A New Appreciation for the Places I Go
I find myself filled with gratitude for these places, from the highest cultural institutions to the neighborhood dives. I miss them. I know that, when I return to them, I will see them with fresh eyes.
At some point last year, two close friends separately commented on the high number of places I seem to go every day. I hadn’t given it much thought, so I started counting.
One day: home, laundromat, office, lunch meeting, back to the office, gym, quick dinner at Burgatory, movie screening, Target on the way home.
Another: Home, DVE studio, drive-through Taco Bell (sorry), office, visit at the History Center, back home for a nap, stand-up gig, stop at the casino for a drink and an ill-advised NBA wager before bed.
I quickly determined that I average seven places a day. Eight if you count my car.
This is just how I like it. It’s not that I don’t like my home; I’m perfectly comfortable here. Something about my internal rhythm, however, prefers to go from one thing to the next. If I’m at home with no plans — an eventuality that nearly never happens — I’m likely to head to a movie or a friends’ house.
Then, perhaps, somewhere else. And somewhere else after that. It’s what I do — partially due to the varied nature of my work and partially just because I prefer to be collecting experiences, information, new places.
Obviously, I haven’t been keeping that rate up in the past few weeks. Minor trips — filling up the gas tank, taking a walk or (in a thrilling turn of events) dropping off clothes at the laundromat — have become the most vibrant portions of my day.
I’m fine, of course; not being able to do what I want is not the great tragedy of the COVID-19 pandemic — that would be the increasing number of lives claimed by this leveling, global emergency. A secondary tragedy, of course, is the number of livelihoods interrupted or obliterated.
In the face of those losses, me not being able to hop around town is not important. It is, however, weird.
Many people have been struggling with guilt over their own frustrations in the face of the pandemic; how can we gripe about social distancing when so many others are sick (or bankrupt)? Yes, remembering to be grateful for health and wealth is important. We are still permitted, however, to react to the pervading weird of it all.
It is weird that the restaurants are closed. It is weird that people we’re used to seeing every day or every few days are now faces on a laptop screen. It is weird that there are no sports. And, yes, it’s weird that we’re not going anywhere — whether that’s one or two locations a day, like most people, or back-to-back-to-back appointments, like me.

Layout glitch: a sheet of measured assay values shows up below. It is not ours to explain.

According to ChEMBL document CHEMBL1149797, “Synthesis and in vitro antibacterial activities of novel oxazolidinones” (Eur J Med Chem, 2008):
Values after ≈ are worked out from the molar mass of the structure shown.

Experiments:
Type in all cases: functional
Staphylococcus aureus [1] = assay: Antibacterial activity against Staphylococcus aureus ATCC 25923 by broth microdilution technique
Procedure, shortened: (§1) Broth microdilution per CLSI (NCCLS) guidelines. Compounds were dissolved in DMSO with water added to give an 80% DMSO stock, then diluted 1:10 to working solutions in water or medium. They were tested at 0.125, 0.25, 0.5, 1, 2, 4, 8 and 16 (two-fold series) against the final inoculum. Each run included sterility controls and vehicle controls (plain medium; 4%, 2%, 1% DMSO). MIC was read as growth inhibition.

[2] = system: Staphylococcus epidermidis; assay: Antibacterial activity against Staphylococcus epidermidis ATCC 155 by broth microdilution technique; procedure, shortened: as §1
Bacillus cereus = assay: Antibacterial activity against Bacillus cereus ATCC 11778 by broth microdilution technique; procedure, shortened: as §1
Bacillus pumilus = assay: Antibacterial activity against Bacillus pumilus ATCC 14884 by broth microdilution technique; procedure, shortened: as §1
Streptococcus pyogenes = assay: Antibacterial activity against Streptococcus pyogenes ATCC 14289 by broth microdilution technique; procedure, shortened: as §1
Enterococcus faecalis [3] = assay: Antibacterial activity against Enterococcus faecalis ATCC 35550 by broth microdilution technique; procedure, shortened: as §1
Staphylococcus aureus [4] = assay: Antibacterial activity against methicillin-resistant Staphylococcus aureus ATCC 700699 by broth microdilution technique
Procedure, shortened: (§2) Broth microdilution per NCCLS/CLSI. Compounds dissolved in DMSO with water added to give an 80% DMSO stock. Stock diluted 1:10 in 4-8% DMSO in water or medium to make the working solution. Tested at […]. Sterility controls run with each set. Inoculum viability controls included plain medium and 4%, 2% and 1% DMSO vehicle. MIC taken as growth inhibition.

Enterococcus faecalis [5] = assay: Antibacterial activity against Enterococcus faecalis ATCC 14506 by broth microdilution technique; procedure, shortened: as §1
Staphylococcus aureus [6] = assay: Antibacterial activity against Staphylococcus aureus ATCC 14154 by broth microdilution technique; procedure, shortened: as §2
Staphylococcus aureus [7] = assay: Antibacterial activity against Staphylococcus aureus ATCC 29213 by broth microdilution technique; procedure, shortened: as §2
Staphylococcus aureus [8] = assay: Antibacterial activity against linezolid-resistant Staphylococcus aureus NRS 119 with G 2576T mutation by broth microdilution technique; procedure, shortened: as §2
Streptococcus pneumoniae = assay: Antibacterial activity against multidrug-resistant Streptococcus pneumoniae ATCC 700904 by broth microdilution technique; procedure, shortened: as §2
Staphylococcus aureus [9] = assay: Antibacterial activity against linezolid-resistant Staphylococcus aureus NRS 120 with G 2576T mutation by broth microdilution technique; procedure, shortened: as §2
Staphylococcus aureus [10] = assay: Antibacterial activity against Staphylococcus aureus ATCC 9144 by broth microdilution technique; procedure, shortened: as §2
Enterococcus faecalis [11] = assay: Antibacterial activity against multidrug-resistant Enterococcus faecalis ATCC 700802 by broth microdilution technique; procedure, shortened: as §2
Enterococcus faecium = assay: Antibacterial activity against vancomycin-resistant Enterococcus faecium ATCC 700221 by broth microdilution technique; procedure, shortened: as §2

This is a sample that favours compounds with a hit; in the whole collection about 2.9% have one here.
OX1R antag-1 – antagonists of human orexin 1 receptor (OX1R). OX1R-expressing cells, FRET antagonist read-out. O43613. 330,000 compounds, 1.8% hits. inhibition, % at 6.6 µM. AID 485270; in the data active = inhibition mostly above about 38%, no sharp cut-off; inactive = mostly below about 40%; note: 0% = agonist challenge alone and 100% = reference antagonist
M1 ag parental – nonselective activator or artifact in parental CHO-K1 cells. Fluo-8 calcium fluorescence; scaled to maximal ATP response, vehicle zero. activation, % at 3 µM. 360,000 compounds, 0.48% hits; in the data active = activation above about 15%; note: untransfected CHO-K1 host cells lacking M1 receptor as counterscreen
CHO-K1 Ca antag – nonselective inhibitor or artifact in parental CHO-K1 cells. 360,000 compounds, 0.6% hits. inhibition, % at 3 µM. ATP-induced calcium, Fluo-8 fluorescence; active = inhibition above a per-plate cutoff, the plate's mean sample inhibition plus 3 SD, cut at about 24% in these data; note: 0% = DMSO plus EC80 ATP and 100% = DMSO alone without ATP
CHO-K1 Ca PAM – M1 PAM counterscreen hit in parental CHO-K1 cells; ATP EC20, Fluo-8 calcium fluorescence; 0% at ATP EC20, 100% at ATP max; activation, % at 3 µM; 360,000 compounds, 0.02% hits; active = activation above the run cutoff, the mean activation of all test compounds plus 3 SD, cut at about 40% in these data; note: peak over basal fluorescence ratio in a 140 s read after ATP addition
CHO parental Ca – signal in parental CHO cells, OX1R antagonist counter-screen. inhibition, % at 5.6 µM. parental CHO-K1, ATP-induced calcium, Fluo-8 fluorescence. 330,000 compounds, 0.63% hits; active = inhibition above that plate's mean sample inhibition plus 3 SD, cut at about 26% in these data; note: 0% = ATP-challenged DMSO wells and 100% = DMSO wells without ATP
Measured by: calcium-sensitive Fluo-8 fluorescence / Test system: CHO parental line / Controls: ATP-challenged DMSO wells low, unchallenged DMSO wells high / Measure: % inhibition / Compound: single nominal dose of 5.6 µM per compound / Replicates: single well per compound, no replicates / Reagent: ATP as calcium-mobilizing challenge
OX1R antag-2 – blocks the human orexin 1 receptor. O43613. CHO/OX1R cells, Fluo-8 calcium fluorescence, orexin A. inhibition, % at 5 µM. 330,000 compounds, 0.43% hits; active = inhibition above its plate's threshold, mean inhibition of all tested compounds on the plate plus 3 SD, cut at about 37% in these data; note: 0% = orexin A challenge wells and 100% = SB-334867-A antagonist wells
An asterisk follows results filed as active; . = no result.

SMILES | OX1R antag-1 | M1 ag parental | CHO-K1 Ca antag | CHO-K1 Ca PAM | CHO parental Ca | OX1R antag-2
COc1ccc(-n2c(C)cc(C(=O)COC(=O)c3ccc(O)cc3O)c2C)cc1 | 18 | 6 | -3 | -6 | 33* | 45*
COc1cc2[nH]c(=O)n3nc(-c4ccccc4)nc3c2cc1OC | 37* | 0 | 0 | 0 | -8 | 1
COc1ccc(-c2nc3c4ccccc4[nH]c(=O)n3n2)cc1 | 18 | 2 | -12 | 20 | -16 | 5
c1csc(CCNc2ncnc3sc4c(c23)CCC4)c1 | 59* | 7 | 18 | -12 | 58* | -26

Weird is disconcerting and unsettling. We’re all going to be affected by that.
When I’m not focused on the pure, unfiltered weird, I’m trying to reflect on how fortunate I am — and how fortunate we all are — to live in a city full of places I always want to be. We are surrounded by vibrant and varied neighborhoods overflowing with places worth visiting, living, exploring, discovering, rediscovering and embracing. Warm and inviting coffee shops mixing fragrant, rejuvenating elixirs that (no matter how expensive your kitchen was) you could never recreate at home. Restaurants for every mood and meal, experimenting with thousands of dishes from hundreds of culinary traditions. Houses of art and artistry — theaters, galleries, concert venues, cinemas and so many multi-hyphenate performance spaces — that are in the business of engaging, enlightening and entertaining every night of the year.
I find myself filled with gratitude for these places, from the highest cultural institutions to the neighborhood dives. I miss them. I know that, when I return to them, I will see them with fresh eyes — appreciate not just the varied amenities and offerings of these places but the very essence of them, the inherent nature of every bar stool and movie screen.
In a few months — with some luck and tenacity — I will once again be able to go to all of these places. And I will appreciate them so much more than I did before we all closed our front doors.
Until then, I’m trying to change my classification system. It might help if I at least pretend I’m still going seven places each day.
Today: Home, parking lot (left something in the car), actually in the car, the park for a run, walk around the block while on a phone call, the mailbox, the front stoop.
See? Still seven places.
Sean Collier is Associate Editor at Pittsburgh Magazine.